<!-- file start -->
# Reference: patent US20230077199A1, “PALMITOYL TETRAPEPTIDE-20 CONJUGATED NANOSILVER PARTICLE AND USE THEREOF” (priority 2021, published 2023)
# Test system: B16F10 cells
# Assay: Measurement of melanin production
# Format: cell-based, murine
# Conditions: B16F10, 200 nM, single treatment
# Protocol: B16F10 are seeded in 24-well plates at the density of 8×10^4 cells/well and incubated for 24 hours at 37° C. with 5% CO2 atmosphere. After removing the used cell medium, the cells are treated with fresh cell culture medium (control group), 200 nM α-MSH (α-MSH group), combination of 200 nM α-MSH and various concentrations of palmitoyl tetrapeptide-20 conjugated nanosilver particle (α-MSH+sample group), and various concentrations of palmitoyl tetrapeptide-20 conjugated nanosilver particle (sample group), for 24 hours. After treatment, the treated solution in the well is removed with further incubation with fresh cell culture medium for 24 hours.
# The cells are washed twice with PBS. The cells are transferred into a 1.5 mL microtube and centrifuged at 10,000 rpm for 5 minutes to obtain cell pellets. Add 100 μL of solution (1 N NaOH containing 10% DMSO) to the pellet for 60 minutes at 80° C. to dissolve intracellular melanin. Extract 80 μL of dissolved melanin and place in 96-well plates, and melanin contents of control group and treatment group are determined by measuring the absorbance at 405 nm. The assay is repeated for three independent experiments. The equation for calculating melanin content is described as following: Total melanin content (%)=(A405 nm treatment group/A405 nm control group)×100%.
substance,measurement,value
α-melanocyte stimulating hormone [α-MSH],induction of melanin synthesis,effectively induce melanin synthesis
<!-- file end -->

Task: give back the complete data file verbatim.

# Reference: patent US20230077199A1, “PALMITOYL TETRAPEPTIDE-20 CONJUGATED NANOSILVER PARTICLE AND USE THEREOF” (priority 2021, published 2023)
# Test system: B16F10 cells
# Assay: Measurement of melanin production
# Format: cell-based, murine
# Conditions: B16F10, 200 nM, single treatment
# Protocol: B16F10 are seeded in 24-well plates at the density of 8×10^4 cells/well and incubated for 24 hours at 37° C. with 5% CO2 atmosphere. After removing the used cell medium, the cells are treated with fresh cell culture medium (control group), 200 nM α-MSH (α-MSH group), combination of 200 nM α-MSH and various concentrations of palmitoyl tetrapeptide-20 conjugated nanosilver particle (α-MSH+sample group), and various concentrations of palmitoyl tetrapeptide-20 conjugated nanosilver particle (sample group), for 24 hours. After treatment, the treated solution in the well is removed with further incubation with fresh cell culture medium for 24 hours.
# The cells are washed twice with PBS. The cells are transferred into a 1.5 mL microtube and centrifuged at 10,000 rpm for 5 minutes to obtain cell pellets. Add 100 μL of solution (1 N NaOH containing 10% DMSO) to the pellet for 60 minutes at 80° C. to dissolve intracellular melanin. Extract 80 μL of dissolved melanin and place in 96-well plates, and melanin contents of control group and treatment group are determined by measuring the absorbance at 405 nm. The assay is repeated for three independent experiments. The equation for calculating melanin content is described as following: Total melanin content (%)=(A405 nm treatment group/A405 nm control group)×100%.
substance,measurement,value
α-melanocyte stimulating hormone [α-MSH],induction of melanin synthesis,effectively induce melanin synthesis